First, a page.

Some academics continue to suggest that our behaviour needs to change. In November, a study at Penn State University linked certain uses of smartphones with depression. Researchers at the University of East London claim that keeping your phone in your bedroom overnight decreases wellbeing. A few weeks ago, a study undertaken by the US National Institutes Of Health found that heavy use of smartphones results in detectable changes in brain scans of children. But these are the "grand claims" that Orben and her colleagues seek to counter.
"We have ever increasing amounts of large-scale data sets at our disposal," she says. "But, if they're used incorrectly, you can find facts that aren't there, simply because of the biases you take. You see technophiles finding positive effects and technophobes finding negative effects in exactly the same data."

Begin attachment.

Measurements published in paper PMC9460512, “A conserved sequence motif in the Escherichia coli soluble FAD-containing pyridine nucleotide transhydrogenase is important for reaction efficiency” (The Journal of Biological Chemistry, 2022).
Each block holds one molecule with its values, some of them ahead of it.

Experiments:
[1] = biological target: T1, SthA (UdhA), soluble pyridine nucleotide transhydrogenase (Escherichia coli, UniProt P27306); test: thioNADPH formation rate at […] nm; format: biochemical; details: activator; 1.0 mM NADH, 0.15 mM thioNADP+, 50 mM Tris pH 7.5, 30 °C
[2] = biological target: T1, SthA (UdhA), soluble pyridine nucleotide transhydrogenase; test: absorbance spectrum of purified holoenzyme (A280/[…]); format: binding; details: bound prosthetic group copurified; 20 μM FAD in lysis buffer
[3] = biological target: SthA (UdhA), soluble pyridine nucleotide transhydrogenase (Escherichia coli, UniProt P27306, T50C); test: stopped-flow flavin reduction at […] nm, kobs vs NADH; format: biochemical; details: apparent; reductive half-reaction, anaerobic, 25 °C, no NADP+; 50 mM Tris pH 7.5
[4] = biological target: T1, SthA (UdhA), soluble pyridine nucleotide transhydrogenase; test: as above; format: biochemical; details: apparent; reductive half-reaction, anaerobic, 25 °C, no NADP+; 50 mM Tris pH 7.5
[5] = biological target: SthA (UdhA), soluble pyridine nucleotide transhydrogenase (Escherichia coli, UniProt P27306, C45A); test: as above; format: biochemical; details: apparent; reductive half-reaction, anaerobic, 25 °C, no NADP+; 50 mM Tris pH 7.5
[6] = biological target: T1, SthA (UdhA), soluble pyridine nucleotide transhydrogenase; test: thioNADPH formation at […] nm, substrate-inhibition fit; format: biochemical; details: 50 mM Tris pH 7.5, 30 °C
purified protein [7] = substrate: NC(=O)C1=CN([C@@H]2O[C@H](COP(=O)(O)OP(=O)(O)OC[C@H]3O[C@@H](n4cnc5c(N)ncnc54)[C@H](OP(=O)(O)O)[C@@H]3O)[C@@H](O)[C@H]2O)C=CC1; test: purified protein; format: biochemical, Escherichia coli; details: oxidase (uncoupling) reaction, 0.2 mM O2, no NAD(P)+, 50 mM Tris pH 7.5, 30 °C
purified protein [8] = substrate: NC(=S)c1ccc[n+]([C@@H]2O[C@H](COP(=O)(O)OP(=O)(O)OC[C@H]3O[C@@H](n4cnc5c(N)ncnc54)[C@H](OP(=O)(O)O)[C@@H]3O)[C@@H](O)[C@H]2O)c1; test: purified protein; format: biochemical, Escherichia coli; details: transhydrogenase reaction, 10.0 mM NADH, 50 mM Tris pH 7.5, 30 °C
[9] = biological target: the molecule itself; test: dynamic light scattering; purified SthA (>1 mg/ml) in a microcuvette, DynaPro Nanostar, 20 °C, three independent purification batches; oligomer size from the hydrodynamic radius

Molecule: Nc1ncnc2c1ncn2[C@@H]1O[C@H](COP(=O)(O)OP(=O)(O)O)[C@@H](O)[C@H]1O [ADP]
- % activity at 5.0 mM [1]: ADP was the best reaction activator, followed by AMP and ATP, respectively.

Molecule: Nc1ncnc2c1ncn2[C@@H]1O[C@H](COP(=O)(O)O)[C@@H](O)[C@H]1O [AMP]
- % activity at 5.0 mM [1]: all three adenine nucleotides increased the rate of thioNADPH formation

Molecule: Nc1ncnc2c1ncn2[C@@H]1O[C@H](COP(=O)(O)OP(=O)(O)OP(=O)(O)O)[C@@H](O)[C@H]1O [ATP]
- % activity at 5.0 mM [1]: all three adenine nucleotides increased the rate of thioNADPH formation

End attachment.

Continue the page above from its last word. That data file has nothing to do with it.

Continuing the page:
Significant questions hang over the whole field. How, precisely, do you define screen addiction? Do smartphones cause mental disorders, or are people with those disorders predisposed to use smartphones obsessively? Given the multifunctional nature of smartphones, which apps are most problematic? We know that cyberbullying and online harassment are rife, and that the connected world can provoke envy, jealousy and anxiety.
'It's not all black and white'
"Some of the criticism surrounding privacy, surveillance and commercialisation are also well-founded," says Kamenetz. "But it's not all black and white. We must become better at using these tools. If part of becoming better is to limit our usage, then fine. But, eventually, our children are going to have to live in this world."
Orben says that it is natural for people to have concerns.
"But researchers shouldn't be fanning the flames," she says. "People have become so emotionally charged on this subject that if you say something that isn't emotionally charged, it's almost seen as surprising."
But, as is often the case these days, it's the quieter voices that will provide corrective balance. They will remind us that smartphones can be calming, mood-boosting and incredibly useful; and also that, with the iPhone only 12 years old, it's too soon to have a true road map. So, while there may be problems associated with certain aspects of their use, the answers we seek are buried deep within a mountain of data, and are yet to be fully exhumed.